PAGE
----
The motivation of a billionaire former hedge fund magnate accused of insider trading, a prosecutor said, boiled down to this: "It was about being on top. It was about beating everyone else."
With those words, Assistant U.S. Atty. Reed Brodsky summarized the government's case against Raj Rajaratnam in one of the highest-profile Wall Street criminal trials in years.
In a closing argument that lasted more than five hours Wednesday, Brodsky displayed trading records and replayed wiretapped phone calls, some of the evidence that he said provided "devastating proof of the defendant's guilt."
"Cheating became a part of his business model," the prosecutor said.
In response, the defense said the government wanted jurors to "rely on fictions and flights of imagination."
The case against Rajaratnam centers on five separate alleged schemes to trade stocks based on nonpublic information — four of them seemingly corroborated by wiretapped calls between Rajaratnam and former business partners who have since pleaded guilty.
The jury heard Rajaratnam burst into laughter after his brother, Rengan, colorfully talked about a possible new source of inside information at consulting firm McKinsey & Co.
"Scumbag," said Rengan, who worked at Rajaratnam's firm, Galleon Group. "Everybody is a scumbag."
In other calls played for the jury, Rajaratnam bantered flirtatiously with Danielle Chiesi, a trader at another hedge fund firm.
"Tell me I'm the best on AMD now," Rajaratnam said to Chiesi after they discussed financial results for Silicon Valley chip maker Advanced Micro Devices Inc.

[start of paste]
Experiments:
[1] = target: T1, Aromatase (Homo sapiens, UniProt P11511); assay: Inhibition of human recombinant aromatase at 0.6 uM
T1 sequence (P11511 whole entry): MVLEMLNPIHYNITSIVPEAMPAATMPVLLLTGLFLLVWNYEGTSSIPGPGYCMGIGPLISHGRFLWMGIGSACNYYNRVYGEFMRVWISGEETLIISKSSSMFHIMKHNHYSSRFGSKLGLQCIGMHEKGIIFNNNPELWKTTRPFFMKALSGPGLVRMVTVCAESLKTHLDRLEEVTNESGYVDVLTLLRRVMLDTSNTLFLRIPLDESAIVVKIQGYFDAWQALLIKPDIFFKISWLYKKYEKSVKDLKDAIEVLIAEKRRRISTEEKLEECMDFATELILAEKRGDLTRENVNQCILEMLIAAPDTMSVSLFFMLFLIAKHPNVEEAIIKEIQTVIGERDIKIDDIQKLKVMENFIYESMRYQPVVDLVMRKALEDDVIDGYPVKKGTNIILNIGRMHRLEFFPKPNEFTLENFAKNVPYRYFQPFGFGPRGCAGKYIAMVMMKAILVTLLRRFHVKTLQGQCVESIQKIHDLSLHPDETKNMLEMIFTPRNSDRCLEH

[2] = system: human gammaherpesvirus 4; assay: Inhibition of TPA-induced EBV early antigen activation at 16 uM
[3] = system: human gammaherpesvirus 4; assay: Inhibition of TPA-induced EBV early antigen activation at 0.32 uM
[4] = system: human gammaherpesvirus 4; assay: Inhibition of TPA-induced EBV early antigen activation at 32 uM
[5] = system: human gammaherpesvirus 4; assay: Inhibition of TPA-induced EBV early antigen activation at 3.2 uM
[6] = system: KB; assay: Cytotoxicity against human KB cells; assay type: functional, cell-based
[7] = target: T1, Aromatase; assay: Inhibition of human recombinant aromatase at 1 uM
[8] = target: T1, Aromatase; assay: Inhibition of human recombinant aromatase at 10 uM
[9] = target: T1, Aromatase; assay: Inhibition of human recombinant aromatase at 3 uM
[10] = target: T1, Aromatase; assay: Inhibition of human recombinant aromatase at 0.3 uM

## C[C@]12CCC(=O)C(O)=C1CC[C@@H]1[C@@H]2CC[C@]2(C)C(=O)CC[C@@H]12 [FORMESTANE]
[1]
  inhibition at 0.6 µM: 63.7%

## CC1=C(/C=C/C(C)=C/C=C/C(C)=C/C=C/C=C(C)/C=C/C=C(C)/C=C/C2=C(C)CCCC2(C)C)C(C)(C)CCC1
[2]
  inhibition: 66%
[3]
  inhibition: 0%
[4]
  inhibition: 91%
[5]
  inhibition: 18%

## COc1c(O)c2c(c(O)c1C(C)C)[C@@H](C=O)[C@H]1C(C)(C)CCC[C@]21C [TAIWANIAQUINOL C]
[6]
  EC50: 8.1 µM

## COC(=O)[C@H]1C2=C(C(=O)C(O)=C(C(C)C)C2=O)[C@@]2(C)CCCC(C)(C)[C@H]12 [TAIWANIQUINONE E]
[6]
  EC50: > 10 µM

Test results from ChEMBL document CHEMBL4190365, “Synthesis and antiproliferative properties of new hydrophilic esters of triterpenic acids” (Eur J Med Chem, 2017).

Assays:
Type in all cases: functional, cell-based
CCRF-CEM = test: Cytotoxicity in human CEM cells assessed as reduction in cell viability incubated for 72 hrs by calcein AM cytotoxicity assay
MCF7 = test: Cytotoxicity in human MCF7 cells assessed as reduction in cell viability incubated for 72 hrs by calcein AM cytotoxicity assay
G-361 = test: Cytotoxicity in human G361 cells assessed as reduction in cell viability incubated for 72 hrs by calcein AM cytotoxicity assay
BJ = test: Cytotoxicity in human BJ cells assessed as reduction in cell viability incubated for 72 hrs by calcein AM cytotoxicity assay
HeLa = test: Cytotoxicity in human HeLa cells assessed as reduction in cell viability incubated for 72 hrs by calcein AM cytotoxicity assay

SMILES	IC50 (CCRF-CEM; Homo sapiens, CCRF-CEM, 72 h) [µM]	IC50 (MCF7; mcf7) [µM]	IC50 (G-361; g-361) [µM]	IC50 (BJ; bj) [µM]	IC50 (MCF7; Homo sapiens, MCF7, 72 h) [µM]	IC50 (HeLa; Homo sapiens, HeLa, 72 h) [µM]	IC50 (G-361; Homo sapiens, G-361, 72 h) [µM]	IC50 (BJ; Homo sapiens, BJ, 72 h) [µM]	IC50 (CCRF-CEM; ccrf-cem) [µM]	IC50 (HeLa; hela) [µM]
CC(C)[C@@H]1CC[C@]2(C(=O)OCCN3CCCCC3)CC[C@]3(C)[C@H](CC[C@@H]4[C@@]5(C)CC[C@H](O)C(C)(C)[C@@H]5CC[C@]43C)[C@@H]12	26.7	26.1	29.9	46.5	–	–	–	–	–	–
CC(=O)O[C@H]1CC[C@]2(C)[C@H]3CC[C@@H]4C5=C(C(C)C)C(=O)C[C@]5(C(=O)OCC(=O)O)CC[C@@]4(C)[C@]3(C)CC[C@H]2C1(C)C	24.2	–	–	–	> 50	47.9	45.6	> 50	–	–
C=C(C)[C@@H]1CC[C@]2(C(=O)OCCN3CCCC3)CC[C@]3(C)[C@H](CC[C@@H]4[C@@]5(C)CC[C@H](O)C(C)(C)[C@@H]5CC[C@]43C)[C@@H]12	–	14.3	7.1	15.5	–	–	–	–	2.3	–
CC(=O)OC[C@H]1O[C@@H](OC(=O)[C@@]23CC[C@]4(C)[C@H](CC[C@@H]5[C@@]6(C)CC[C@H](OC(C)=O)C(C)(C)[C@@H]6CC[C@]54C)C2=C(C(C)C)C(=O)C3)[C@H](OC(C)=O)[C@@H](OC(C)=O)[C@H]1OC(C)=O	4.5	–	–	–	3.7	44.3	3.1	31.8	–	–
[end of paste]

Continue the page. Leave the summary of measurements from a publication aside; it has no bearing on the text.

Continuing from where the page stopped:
"Look, I never say you're not the best," Chiesi shot back.
As the recordings played, Rajaratnam, sitting with his legal team, betrayed no emotion.
The government says Rajaratnam secured information from high-level sources with knowledge of some of the best-known companies in the world, including Google Inc., Intel Corp. and Goldman Sachs Group Inc.
After enumerating the alleged schemes, Brodsky listed eight methods that he said Rajaratnam used to cover his tracks, including talking on prepaid cellphones and concealing payments to offshore accounts.
"You don't do these things if what you're doing is right and legal," the prosecutor said.
Defense lawyer John Dowd was more sedate in his presentation, which began late in the day and is set to conclude Thursday.
Dowd told the jury that Rajaratnam's trades were based on legitimate research and that in today's markets there is very little information that is not public in some form.
"In the real world information can become public whether a company wants it or not," Dowd said.
The defense lawyer then tore into the government's witnesses, many of whom were testifying to win reduced sentences in their own cases.
Dowd described one of those witnesses, Anil Kumar, a former consultant at McKinsey who gave Rajaratnam information about AMD, as "one of the greediest and most corrupt people you've ever met."